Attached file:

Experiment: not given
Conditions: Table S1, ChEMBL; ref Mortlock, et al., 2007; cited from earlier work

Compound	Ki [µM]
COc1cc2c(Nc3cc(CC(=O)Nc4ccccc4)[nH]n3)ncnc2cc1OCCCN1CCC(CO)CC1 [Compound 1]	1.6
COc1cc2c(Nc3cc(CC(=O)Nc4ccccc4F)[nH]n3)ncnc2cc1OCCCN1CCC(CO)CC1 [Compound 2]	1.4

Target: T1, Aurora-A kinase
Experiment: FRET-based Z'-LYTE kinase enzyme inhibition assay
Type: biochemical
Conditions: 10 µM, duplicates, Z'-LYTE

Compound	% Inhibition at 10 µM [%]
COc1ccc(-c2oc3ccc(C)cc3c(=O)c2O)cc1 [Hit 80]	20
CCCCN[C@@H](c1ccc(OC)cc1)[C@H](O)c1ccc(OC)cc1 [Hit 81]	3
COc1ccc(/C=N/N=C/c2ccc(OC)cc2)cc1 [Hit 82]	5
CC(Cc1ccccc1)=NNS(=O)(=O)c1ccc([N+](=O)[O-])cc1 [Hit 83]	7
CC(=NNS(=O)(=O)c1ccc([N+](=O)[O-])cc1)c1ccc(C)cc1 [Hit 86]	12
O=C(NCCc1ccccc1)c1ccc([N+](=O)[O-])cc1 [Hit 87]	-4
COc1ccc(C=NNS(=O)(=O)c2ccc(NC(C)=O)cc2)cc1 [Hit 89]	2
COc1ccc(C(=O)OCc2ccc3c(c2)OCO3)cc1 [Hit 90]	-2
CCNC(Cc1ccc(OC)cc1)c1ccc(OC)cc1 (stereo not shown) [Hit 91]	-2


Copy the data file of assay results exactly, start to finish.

Experiment: not given
Conditions: Table S1, ChEMBL; ref Mortlock, et al., 2007; cited from earlier work

Compound	Ki [µM]
COc1cc2c(Nc3cc(CC(=O)Nc4ccccc4)[nH]n3)ncnc2cc1OCCCN1CCC(CO)CC1 [Compound 1]	1.6
COc1cc2c(Nc3cc(CC(=O)Nc4ccccc4F)[nH]n3)ncnc2cc1OCCCN1CCC(CO)CC1 [Compound 2]	1.4

Target: T1, Aurora-A kinase
Experiment: FRET-based Z'-LYTE kinase enzyme inhibition assay
Type: biochemical
Conditions: 10 µM, duplicates, Z'-LYTE

Compound	% Inhibition at 10 µM [%]
COc1ccc(-c2oc3ccc(C)cc3c(=O)c2O)cc1 [Hit 80]	20
CCCCN[C@@H](c1ccc(OC)cc1)[C@H](O)c1ccc(OC)cc1 [Hit 81]	3
COc1ccc(/C=N/N=C/c2ccc(OC)cc2)cc1 [Hit 82]	5
CC(Cc1ccccc1)=NNS(=O)(=O)c1ccc([N+](=O)[O-])cc1 [Hit 83]	7
CC(=NNS(=O)(=O)c1ccc([N+](=O)[O-])cc1)c1ccc(C)cc1 [Hit 86]	12
O=C(NCCc1ccccc1)c1ccc([N+](=O)[O-])cc1 [Hit 87]	-4
COc1ccc(C=NNS(=O)(=O)c2ccc(NC(C)=O)cc2)cc1 [Hit 89]	2
COc1ccc(C(=O)OCc2ccc3c(c2)OCO3)cc1 [Hit 90]	-2
CCNC(Cc1ccc(OC)cc1)c1ccc(OC)cc1 (stereo not shown) [Hit 91]	-2